The HiCo does not eat organic vegetables for his dinner while the Decklander cooks waffles and Donegal Catch because the two are operating from different value systems – if a Decklander has to get up at half-five, drop the kids into the crèche, drive in to work, work a full day, go back out to the suburb, pick the kids up again, get home and then start cooking the dinner at eight in the evening, he or she will do what’s quickest, and will not have time to stop off at the Farmers’ Market in Dún Laoghaire to buy potatoes that were fertilised by actual shite. Equally, if someone has a king-Hell mortgage to pay off, they’re not going to spend a tenner on a small little bageen of spuds at the Farmers’ Market when they could by a hundredweight in Dunnes’ for twenty-five yo-yos. Money talks, bullshit walks. That’s the lesson of life. Decklanders do not live in those beautiful HiCo aportments in Portobello, D8, that McWilliams describes so lovingly in his final chapters because they don’t want to – it’s because they can’t afford to, and no other reason.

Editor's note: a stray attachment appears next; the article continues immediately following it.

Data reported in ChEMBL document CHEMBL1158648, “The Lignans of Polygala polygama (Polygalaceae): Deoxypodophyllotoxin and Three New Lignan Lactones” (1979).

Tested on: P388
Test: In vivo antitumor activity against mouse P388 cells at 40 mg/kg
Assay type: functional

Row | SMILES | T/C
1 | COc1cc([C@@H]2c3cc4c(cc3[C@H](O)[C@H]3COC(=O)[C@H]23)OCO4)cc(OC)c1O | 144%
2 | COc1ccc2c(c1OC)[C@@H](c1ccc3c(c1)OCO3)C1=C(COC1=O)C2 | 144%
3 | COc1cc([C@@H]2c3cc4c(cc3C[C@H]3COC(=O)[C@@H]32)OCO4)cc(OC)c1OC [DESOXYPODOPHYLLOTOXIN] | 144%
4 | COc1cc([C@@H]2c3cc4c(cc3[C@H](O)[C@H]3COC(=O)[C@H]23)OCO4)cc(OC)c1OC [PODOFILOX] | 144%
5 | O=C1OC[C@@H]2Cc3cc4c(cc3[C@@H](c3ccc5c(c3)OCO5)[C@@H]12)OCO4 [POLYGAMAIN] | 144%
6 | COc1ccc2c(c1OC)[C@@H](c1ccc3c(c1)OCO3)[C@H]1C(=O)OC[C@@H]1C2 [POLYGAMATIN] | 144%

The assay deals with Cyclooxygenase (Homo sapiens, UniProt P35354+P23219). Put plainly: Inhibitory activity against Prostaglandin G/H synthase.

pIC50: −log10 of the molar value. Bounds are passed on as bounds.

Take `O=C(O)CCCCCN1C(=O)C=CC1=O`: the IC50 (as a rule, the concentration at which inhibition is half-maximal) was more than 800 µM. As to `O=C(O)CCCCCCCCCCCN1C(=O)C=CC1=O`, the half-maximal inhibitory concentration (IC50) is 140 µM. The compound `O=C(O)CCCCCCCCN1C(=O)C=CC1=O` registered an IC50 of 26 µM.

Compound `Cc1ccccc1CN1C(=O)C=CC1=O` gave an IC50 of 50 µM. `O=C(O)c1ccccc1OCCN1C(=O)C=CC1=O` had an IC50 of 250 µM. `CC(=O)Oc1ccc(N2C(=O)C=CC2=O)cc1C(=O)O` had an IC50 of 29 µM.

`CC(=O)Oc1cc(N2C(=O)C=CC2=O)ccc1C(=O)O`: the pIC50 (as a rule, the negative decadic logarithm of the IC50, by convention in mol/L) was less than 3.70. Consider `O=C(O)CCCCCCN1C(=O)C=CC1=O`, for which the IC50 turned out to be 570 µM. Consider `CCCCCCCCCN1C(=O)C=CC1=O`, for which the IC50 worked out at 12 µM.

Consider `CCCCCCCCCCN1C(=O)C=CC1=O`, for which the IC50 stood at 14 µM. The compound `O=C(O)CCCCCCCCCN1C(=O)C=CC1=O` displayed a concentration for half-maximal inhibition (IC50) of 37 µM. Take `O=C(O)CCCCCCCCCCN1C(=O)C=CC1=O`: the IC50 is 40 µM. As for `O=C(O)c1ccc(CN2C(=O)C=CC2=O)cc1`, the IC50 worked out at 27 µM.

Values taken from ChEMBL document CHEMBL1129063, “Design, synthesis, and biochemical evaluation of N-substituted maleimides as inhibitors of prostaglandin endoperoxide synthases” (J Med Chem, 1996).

So close but no cigar then to David McWilliams, but then trying to identify what’s happened to Ireland in the first place and then posit circumstances where it all has a happy ending isn’t the easiest conjuring trick in the book. Shame on him for never venturing outside The Pale as well, except for one story about property-aware scallywags in Cork city. For An Spailpín, that was the most worrying thing about the book – not that McWilliams did not leave The Pale, but that he saw no need to, that the entire country is being constantly drawn in to the capital.